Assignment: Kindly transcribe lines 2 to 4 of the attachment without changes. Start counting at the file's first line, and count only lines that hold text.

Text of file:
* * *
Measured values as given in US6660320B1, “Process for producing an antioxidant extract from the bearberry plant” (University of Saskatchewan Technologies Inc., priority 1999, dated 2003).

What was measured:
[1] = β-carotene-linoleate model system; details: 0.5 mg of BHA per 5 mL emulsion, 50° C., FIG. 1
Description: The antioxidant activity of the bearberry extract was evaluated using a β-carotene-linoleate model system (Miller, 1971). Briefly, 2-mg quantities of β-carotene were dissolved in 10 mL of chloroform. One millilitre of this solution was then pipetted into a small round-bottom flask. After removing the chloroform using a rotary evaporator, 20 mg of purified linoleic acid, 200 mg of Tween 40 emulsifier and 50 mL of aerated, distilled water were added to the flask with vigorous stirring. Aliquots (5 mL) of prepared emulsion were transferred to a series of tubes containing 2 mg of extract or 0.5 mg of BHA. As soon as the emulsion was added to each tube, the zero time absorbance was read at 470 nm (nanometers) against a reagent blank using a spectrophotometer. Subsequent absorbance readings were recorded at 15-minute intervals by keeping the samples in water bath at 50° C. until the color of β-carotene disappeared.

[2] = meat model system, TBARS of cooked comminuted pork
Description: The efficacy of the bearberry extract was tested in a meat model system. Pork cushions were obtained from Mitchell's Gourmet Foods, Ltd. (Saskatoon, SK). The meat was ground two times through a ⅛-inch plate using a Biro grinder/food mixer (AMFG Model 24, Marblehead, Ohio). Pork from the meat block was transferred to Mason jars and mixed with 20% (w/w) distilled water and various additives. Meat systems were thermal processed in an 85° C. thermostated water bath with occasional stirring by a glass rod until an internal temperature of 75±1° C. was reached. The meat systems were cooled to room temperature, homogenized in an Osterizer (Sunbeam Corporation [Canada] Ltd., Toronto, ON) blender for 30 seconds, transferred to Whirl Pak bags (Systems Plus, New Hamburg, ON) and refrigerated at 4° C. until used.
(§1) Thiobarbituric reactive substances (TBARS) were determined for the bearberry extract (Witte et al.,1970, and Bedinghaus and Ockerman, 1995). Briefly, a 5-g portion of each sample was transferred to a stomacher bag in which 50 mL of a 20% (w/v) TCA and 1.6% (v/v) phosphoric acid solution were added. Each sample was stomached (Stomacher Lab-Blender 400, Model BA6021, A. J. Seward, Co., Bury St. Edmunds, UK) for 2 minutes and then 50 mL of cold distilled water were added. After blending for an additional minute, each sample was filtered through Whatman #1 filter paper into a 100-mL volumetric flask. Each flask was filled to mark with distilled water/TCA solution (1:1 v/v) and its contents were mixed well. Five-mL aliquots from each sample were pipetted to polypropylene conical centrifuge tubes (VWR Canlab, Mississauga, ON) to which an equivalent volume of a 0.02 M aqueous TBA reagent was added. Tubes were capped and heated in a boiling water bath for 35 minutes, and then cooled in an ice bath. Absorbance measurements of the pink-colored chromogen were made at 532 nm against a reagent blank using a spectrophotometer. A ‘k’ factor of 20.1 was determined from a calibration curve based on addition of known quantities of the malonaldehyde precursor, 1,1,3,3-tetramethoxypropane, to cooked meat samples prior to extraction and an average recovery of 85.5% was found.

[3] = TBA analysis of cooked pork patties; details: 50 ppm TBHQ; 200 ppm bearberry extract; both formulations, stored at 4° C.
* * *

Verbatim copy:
What was measured:
[1] = β-carotene-linoleate model system; details: 0.5 mg of BHA per 5 mL emulsion, 50° C., FIG. 1
Description: The antioxidant activity of the bearberry extract was evaluated using a β-carotene-linoleate model system (Miller, 1971). Briefly, 2-mg quantities of β-carotene were dissolved in 10 mL of chloroform. One millilitre of this solution was then pipetted into a small round-bottom flask. After removing the chloroform using a rotary evaporator, 20 mg of purified linoleic acid, 200 mg of Tween 40 emulsifier and 50 mL of aerated, distilled water were added to the flask with vigorous stirring. Aliquots (5 mL) of prepared emulsion were transferred to a series of tubes containing 2 mg of extract or 0.5 mg of BHA. As soon as the emulsion was added to each tube, the zero time absorbance was read at 470 nm (nanometers) against a reagent blank using a spectrophotometer. Subsequent absorbance readings were recorded at 15-minute intervals by keeping the samples in water bath at 50° C. until the color of β-carotene disappeared.